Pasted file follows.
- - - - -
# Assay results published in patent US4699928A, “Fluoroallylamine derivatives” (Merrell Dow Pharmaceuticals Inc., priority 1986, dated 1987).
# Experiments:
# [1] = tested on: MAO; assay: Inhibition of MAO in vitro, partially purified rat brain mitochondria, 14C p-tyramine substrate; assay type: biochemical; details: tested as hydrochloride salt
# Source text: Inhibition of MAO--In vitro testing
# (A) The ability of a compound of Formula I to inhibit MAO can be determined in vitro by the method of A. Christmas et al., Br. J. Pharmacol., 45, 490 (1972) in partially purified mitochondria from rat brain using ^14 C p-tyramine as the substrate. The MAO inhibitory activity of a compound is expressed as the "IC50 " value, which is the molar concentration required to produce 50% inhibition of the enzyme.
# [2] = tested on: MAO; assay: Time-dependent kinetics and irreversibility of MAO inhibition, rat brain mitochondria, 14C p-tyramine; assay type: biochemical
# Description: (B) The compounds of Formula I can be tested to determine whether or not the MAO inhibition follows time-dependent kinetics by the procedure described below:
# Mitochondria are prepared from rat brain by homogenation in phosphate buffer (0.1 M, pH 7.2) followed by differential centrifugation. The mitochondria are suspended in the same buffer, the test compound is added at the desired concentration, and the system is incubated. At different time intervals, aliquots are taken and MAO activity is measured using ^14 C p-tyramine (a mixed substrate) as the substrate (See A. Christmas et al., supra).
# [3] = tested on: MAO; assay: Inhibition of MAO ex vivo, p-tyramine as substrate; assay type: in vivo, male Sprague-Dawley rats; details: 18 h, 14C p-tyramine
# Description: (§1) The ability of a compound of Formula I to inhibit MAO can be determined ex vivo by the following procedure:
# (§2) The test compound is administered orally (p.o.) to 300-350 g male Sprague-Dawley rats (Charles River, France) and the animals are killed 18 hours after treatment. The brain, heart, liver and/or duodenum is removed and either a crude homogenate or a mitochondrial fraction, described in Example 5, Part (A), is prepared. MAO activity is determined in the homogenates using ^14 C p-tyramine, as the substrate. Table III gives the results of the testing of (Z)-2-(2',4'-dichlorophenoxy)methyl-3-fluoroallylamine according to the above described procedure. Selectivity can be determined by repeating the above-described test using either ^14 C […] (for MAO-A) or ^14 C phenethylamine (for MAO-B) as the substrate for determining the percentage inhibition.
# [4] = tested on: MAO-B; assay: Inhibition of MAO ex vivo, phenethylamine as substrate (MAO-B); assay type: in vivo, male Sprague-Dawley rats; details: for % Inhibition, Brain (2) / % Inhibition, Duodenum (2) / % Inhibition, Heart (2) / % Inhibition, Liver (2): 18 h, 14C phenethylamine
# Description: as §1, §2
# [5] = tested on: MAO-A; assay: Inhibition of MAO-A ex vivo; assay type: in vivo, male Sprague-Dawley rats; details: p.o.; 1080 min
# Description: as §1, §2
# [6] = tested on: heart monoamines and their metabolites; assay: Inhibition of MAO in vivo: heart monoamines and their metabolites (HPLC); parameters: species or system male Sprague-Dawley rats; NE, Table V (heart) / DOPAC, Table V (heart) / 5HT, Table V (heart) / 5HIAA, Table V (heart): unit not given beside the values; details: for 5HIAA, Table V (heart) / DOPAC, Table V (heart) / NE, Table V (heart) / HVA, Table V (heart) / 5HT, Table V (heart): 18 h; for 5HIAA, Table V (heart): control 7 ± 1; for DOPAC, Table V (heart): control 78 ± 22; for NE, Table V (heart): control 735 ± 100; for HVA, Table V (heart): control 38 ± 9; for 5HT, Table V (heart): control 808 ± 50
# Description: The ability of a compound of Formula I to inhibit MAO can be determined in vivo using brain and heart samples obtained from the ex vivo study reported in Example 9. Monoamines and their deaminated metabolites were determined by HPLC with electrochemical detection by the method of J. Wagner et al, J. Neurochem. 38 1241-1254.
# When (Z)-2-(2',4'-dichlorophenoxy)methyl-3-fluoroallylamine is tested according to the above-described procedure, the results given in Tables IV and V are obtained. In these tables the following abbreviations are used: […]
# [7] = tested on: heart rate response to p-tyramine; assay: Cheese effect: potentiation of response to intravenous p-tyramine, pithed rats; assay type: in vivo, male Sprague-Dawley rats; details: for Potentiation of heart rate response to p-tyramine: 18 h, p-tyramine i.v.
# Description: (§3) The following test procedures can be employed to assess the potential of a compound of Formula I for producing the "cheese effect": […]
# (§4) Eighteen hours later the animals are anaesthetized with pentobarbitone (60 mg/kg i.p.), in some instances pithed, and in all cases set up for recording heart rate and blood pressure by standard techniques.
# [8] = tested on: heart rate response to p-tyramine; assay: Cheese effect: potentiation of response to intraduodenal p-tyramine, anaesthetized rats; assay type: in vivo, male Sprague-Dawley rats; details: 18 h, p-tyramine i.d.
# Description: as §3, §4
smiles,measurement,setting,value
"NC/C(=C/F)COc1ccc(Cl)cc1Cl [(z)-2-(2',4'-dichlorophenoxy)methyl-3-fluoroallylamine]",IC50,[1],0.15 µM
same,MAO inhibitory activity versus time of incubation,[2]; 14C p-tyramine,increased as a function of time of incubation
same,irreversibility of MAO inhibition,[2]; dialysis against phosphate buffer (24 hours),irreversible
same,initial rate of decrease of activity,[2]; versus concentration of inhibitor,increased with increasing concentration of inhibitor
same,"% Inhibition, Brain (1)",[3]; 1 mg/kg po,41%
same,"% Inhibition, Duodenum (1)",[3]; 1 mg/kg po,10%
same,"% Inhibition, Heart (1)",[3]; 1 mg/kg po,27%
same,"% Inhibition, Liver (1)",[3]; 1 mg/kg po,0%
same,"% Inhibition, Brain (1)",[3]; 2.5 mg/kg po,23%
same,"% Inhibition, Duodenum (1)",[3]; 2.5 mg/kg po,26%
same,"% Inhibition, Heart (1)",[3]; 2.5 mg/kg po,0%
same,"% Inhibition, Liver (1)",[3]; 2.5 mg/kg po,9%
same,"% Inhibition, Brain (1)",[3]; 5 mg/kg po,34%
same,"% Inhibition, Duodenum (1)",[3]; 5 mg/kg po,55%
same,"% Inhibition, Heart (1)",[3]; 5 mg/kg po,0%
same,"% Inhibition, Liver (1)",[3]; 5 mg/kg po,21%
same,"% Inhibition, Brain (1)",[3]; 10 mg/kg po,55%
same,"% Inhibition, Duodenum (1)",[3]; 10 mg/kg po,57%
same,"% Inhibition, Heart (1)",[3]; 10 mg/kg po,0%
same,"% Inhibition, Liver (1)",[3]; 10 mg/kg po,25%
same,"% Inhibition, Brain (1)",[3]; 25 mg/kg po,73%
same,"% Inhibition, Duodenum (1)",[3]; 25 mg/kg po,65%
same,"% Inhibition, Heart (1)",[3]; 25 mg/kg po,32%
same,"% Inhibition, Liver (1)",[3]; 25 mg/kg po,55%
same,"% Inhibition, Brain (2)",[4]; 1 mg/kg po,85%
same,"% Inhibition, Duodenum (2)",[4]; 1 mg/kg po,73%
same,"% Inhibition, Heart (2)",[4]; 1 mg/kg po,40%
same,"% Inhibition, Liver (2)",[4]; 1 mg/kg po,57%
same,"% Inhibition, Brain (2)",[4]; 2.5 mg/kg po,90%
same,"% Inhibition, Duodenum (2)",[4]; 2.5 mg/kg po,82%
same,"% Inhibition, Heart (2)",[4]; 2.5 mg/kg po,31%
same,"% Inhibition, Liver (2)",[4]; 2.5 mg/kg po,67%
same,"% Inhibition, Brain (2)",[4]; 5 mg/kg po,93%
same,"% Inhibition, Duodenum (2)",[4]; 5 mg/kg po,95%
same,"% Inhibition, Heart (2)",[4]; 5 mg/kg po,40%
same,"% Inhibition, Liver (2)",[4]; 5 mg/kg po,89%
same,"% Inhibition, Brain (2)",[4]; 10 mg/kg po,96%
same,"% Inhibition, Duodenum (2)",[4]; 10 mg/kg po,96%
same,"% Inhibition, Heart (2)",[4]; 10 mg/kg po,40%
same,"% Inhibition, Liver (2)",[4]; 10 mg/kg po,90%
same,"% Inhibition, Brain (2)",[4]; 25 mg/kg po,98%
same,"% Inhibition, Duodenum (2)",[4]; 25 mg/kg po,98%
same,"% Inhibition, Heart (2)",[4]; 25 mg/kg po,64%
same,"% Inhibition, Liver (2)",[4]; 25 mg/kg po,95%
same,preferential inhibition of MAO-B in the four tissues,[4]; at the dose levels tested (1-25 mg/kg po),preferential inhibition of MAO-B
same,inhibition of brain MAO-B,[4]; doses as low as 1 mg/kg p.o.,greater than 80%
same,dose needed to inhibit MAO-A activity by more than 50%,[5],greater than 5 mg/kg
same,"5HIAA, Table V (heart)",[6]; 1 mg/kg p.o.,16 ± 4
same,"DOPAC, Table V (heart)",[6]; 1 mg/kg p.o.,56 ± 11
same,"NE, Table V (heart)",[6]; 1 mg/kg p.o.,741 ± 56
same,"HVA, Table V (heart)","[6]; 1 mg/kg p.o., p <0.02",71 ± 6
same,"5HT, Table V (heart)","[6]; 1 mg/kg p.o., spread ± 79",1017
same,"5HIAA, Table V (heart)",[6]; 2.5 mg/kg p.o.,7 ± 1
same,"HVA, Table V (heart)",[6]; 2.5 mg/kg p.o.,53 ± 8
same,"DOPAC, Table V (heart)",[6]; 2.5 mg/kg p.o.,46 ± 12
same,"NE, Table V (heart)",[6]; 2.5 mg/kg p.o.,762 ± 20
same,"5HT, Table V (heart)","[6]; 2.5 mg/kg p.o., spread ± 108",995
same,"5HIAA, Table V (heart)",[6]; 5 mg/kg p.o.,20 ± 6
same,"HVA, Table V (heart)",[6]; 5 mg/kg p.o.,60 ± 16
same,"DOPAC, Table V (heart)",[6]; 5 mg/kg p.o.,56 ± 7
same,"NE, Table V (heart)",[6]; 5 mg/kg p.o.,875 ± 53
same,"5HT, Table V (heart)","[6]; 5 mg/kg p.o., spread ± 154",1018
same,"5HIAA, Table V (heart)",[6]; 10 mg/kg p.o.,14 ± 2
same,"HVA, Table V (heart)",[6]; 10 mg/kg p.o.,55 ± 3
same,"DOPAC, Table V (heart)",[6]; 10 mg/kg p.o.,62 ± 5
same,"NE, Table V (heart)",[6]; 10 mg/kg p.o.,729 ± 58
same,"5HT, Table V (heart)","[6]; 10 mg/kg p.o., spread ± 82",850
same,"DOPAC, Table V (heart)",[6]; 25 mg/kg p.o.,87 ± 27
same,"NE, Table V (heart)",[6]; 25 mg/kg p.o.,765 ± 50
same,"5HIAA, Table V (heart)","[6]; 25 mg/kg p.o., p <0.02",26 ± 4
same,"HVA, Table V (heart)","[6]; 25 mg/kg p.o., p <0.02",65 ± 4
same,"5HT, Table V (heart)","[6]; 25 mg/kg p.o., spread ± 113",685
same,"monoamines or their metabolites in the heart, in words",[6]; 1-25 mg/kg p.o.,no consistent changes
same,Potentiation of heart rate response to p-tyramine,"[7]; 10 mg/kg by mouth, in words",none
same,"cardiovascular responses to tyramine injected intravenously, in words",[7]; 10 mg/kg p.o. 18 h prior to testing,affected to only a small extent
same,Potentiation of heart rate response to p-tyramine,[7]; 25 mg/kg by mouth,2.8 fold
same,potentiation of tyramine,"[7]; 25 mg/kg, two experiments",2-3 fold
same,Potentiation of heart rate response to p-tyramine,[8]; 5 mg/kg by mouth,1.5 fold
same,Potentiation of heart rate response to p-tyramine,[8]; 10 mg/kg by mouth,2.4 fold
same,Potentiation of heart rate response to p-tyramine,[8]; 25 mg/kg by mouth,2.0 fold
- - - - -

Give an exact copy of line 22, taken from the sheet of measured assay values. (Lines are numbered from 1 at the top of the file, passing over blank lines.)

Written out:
# [8] = tested on: heart rate response to p-tyramine; assay: Cheese effect: potentiation of response to intraduodenal p-tyramine, anaesthetized rats; assay type: in vivo, male Sprague-Dawley rats; details: 18 h, p-tyramine i.d.